Saving Energy in Street Lighting is Crucial Today

The first city streets to be lit in the U.S. are thought to be Philadelphia where it was introduced by Benjamin Franklin who was a Postmaster at the time.

Even back then, there was a concern for efficient lighting Candles placed inside glass containers were lit at twilight. The containers were to keep the breeze from extinguishing candles but the glass was easily broken.

Franklin designed a four sided enclosure for the sake of finances and efficiency. With four glass panes, the glass enclosure would not be useless if broken as only the pane which broke would need to be replaced.

In the early 1800s, the invention of gas light was used in Baltimore. The new gas lighting spread across the cities of the country and in some places, there are still towns that use gas to light city streets at night.

Fangled Electric Lights

Two generations later Wabash, Indiana was the test city for new fangled electric lights. Cities began to switch to both fluorescent and incandescent light bulbs for street lighting.

The move was a logical one as the fire of gas lights posed a safety risk in cities where buildings were mainly wooden in construction.

Street lighting was an amazing thing in the 1800s. Today you will still hear Broadway in New York referred to as the Great White Way but few people realize that nickname was a result of the high number of lights on theater marquees along that popular street.

There were many forms of street lighting used over the years. Often the choice was made based on local materials available, on fuels available and on the money available to spend. When electric street lights became commonplace there were quite a few varieties used such as:

  • Arc Lamp - very bright lights used in major cities. Arc lamps were placed on very high towers and required considerable maintenance. Also used for stage productions and especially for lighthouses.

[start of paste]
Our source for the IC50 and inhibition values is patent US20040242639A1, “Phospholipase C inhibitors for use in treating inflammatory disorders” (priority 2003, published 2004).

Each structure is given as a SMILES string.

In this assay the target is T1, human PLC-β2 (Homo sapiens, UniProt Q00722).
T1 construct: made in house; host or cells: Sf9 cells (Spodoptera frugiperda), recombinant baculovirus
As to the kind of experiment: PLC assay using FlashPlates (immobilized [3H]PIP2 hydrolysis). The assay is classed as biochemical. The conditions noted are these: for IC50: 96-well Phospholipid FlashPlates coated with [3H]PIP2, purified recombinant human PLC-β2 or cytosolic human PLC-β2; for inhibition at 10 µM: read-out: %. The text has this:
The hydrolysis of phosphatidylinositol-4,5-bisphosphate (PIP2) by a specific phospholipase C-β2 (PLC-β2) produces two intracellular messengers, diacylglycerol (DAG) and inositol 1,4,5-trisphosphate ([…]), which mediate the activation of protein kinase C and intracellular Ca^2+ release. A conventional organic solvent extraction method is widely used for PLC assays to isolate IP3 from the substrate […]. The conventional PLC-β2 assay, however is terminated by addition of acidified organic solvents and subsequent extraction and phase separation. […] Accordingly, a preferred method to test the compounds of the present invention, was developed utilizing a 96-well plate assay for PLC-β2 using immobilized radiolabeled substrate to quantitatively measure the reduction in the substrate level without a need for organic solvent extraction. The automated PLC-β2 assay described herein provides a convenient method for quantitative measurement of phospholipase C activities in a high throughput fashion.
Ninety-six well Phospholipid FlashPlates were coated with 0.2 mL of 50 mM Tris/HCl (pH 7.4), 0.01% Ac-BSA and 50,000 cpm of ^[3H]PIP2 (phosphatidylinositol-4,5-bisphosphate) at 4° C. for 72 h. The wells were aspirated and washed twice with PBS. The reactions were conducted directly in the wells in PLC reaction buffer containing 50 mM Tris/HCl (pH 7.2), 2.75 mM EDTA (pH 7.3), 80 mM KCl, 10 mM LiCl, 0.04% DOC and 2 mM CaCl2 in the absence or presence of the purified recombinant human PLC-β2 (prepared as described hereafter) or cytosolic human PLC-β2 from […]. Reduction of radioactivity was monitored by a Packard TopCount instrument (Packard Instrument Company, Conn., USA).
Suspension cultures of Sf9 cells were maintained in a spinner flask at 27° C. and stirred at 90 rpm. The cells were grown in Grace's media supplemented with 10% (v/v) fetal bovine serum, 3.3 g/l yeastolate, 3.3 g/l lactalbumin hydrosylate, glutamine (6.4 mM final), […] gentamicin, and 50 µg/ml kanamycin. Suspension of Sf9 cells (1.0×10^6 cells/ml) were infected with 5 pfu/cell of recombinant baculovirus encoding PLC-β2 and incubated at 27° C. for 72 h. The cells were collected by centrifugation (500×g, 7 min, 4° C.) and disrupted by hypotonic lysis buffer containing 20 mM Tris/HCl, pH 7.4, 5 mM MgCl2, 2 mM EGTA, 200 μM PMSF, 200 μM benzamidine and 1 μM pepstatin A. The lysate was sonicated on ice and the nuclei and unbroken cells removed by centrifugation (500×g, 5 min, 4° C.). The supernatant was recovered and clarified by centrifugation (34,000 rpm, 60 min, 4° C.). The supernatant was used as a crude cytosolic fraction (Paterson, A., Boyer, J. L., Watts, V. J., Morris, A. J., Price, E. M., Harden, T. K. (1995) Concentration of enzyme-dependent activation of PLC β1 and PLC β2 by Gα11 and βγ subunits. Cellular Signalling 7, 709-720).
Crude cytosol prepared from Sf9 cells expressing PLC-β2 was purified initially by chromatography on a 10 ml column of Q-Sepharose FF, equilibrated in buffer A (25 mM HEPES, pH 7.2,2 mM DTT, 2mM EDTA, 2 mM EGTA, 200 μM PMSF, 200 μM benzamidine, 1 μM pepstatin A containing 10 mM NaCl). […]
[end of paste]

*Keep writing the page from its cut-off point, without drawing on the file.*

• Incandescent Light - These were the first low power electric lights used worldwide. Some are still in use in various cities but most have been replaced with more efficient CFL bulbs. These are lights used in city districts striving to give a historical appearance.

  • Fluorescent bulb - Introduced in the 1930s this bulb uses a small current to create a light that appears in the gas inside the bulb. This glow is weak in visible light but is strong in ultraviolet light.

  • Mercury Vapor - In the late 1940's, mercury vapor gained popularity rapidly because it was bright than either fluorescent or incandescent street lighting.

    The bluish cast of the light was not flattering to skin tones and the bulbs gradually become dimmer with age. Newer versions of mercury vapor lights in the 1960's solved some of the problems by adding a coating of a phosphorous material.

    These later lamps were labeled "color corrected". The sale of mercury vapor light was banned in the U.S. in 2008 under the Energy Policy Act of 2005 but bulbs can be purchased for existing lamps.

  • Metal Halide - Use in recent years, metal halide lighting is good for business installations and often found in large warehouses, schools, hospitals and office buildings.

  • Compact Fluorescent Lamp - These are used more today as the quality has improved. Good for use along walkways and for city street lighting but are not as reliable as they might be. A major problem is heat buildup in the lamp.

  • Light Emitting Diodes - This lighting has almost replace fluorescent and incandescent lighting for crossing signs and traffic signals. The cost of LED lighting is high which continue to limit its use as street lighting.

Cost is the Motivation

Our city streets would be dark and dangerous with the street lighting we've come to depend on. In many cities today there is a new focus on energy savings in street lighting.

Though environmental concerns are usually mentioned the biggest motivating factor is saving money.

Cities are strapped for operating cash these days and help from state and federal governments is hard to find in a struggling economy. Street lighting can be a huge part of a city's operating budget.

The energy needed to power street lighting is often the third largest power use by a local government and may account for from 10%-35% of the total electric bill of the town.

On a national level there are about 35 million streets light in the country. Those lights represent about one percent of all the electricity used in the U.S.

The type of street lighting used is the biggest part of the problem. Old installations have not been upgraded or replaced due to financial constraints. Much of the country has high intensity discharge fixtures lighting bridges and highways.

Like other lights commonly used in the past, HID fixtures are not energy savers or particularly efficient. Many of the bulbs of various types used also contribute to the problems in our landfills.


Street lighting energy is gaining renewed attention today as we move consistently toward use of renewable energy resources and look for more environmentally friends way to lead our lives.